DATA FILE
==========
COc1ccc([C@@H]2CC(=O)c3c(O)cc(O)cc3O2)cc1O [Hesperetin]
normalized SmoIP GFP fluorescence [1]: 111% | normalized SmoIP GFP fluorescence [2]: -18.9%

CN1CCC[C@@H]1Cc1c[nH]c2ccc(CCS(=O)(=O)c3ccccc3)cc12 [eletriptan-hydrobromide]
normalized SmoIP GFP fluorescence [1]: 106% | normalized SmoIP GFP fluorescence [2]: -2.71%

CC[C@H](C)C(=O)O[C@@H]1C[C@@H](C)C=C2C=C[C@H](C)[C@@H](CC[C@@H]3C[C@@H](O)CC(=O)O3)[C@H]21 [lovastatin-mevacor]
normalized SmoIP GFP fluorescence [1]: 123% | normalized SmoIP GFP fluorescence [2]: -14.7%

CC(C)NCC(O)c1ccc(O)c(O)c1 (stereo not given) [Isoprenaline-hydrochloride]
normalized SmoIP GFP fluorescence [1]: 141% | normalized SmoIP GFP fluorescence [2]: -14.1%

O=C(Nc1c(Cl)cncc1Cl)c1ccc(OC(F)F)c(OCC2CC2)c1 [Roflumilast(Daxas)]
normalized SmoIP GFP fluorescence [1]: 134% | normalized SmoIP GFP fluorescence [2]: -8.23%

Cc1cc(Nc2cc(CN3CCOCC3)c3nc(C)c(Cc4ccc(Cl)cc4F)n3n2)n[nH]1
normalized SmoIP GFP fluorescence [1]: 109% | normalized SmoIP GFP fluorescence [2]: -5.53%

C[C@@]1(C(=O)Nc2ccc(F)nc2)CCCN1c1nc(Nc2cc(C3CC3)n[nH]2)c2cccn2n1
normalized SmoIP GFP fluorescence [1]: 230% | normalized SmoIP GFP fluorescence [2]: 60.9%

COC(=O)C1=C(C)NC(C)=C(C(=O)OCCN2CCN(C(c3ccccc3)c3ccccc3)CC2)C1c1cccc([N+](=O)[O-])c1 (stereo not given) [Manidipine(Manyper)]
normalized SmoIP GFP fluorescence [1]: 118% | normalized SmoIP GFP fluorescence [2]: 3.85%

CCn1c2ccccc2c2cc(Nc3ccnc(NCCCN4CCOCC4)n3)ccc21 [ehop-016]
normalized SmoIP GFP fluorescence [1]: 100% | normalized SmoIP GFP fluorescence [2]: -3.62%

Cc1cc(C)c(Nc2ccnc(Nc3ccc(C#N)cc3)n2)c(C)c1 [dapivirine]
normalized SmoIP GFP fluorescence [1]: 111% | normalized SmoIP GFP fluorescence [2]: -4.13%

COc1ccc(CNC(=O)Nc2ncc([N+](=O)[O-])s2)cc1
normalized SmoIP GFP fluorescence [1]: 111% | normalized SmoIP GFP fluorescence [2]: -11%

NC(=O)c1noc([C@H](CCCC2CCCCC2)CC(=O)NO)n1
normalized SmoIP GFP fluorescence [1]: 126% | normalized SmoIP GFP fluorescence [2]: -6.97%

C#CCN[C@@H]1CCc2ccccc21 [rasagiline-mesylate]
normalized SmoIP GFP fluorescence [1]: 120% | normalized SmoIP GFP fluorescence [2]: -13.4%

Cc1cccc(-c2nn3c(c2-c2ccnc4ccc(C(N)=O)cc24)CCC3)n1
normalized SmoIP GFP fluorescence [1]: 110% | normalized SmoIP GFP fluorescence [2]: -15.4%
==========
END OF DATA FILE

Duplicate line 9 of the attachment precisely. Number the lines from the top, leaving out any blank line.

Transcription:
O=C(Nc1c(Cl)cncc1Cl)c1ccc(OC(F)F)c(OCC2CC2)c1 [Roflumilast(Daxas)]